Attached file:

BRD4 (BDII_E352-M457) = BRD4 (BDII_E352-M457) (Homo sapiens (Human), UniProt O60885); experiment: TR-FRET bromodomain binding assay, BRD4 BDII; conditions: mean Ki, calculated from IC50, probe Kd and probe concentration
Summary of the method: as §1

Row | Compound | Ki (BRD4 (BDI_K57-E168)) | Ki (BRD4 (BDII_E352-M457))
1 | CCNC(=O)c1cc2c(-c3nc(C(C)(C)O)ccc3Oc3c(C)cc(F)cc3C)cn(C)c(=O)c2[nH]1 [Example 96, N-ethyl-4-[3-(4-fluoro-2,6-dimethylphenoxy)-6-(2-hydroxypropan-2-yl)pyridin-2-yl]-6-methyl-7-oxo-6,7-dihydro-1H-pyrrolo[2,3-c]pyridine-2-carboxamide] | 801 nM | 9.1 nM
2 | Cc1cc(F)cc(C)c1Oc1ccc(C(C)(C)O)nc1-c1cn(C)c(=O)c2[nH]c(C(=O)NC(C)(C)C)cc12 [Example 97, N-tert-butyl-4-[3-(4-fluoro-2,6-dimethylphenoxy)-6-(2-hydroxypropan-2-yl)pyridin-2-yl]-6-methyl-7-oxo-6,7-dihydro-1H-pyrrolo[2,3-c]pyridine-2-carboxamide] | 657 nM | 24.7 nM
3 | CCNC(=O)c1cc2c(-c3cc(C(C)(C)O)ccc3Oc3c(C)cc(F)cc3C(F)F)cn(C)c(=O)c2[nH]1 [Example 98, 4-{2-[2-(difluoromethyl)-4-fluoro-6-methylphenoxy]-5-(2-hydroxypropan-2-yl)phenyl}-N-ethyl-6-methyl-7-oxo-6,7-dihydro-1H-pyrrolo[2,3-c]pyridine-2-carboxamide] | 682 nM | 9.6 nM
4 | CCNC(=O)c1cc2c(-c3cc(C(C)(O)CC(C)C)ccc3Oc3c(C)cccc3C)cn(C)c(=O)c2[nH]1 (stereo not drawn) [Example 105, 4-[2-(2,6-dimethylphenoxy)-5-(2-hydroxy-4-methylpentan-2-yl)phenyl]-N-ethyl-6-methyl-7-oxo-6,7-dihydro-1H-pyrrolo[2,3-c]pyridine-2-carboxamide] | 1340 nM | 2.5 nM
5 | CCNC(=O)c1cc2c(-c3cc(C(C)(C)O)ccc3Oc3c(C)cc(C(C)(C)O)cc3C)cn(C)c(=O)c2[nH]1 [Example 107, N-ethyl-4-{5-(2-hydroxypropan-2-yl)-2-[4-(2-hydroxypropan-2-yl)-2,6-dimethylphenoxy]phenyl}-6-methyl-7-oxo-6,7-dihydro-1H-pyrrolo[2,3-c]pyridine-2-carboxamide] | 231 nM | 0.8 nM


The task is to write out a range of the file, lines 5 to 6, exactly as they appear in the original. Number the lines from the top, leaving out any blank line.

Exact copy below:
2 | Cc1cc(F)cc(C)c1Oc1ccc(C(C)(C)O)nc1-c1cn(C)c(=O)c2[nH]c(C(=O)NC(C)(C)C)cc12 [Example 97, N-tert-butyl-4-[3-(4-fluoro-2,6-dimethylphenoxy)-6-(2-hydroxypropan-2-yl)pyridin-2-yl]-6-methyl-7-oxo-6,7-dihydro-1H-pyrrolo[2,3-c]pyridine-2-carboxamide] | 657 nM | 24.7 nM
3 | CCNC(=O)c1cc2c(-c3cc(C(C)(C)O)ccc3Oc3c(C)cc(F)cc3C(F)F)cn(C)c(=O)c2[nH]1 [Example 98, 4-{2-[2-(difluoromethyl)-4-fluoro-6-methylphenoxy]-5-(2-hydroxypropan-2-yl)phenyl}-N-ethyl-6-methyl-7-oxo-6,7-dihydro-1H-pyrrolo[2,3-c]pyridine-2-carboxamide] | 682 nM | 9.6 nM